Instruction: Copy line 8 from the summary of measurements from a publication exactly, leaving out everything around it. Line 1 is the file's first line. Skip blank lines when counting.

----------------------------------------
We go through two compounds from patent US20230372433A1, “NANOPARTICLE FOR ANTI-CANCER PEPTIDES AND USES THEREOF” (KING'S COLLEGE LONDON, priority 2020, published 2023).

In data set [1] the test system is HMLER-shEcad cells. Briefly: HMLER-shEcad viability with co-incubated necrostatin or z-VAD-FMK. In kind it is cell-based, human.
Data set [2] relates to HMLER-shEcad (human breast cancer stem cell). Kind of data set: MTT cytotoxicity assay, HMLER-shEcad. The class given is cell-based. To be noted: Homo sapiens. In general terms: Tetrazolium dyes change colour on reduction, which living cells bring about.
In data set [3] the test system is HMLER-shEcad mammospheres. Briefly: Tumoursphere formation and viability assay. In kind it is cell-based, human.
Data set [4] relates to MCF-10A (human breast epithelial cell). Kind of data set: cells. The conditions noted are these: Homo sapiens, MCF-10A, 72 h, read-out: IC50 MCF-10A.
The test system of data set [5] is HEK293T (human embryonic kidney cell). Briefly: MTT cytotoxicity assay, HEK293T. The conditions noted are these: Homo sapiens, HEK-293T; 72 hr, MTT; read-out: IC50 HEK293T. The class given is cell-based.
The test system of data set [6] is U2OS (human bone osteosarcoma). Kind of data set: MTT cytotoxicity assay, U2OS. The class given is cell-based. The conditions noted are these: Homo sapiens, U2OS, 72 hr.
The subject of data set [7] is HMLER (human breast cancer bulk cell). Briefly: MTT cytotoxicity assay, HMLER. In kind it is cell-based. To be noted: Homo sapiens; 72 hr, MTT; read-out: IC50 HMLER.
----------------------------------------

The subject of data set [7] is HMLER (human breast cancer bulk cell). Briefly: MTT cytotoxicity assay, HMLER. In kind it is cell-based. To be noted: Homo sapiens; 72 hr, MTT; read-out: IC50 HMLER.